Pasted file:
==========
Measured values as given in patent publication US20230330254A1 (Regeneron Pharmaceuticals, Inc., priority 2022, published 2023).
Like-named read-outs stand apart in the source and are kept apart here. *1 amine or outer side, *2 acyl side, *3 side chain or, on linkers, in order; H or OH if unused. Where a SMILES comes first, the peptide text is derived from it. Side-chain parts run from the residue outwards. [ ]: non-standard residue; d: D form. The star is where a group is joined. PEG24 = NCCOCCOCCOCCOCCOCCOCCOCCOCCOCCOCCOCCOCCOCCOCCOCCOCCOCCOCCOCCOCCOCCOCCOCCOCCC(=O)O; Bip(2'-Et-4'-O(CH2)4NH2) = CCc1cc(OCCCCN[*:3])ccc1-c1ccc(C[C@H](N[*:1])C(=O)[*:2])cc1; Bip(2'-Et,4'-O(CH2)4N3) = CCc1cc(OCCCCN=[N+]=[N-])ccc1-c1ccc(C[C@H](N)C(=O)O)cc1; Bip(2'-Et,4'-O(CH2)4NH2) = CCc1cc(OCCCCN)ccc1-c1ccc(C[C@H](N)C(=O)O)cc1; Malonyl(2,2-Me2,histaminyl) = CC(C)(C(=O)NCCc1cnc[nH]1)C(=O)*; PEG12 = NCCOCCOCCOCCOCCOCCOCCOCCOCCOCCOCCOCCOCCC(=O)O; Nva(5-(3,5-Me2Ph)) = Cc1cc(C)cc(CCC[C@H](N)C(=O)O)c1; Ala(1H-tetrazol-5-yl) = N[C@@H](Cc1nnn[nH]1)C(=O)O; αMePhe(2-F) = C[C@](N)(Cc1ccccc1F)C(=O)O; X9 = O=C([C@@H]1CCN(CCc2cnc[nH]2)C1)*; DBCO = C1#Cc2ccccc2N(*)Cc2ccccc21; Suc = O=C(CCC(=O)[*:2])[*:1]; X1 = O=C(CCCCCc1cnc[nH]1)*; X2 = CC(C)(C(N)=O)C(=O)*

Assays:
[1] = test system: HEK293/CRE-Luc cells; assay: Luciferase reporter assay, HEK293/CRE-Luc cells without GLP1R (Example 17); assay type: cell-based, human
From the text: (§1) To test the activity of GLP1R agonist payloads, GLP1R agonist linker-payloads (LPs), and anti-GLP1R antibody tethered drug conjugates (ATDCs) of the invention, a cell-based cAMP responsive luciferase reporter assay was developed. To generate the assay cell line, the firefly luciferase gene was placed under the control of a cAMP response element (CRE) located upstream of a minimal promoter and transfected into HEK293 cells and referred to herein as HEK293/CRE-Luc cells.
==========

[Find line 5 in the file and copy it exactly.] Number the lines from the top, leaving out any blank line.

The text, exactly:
From the text: (§1) To test the activity of GLP1R agonist payloads, GLP1R agonist linker-payloads (LPs), and anti-GLP1R antibody tethered drug conjugates (ATDCs) of the invention, a cell-based cAMP responsive luciferase reporter assay was developed. To generate the assay cell line, the firefly luciferase gene was placed under the control of a cAMP response element (CRE) located upstream of a minimal promoter and transfected into HEK293 cells and referred to herein as HEK293/CRE-Luc cells.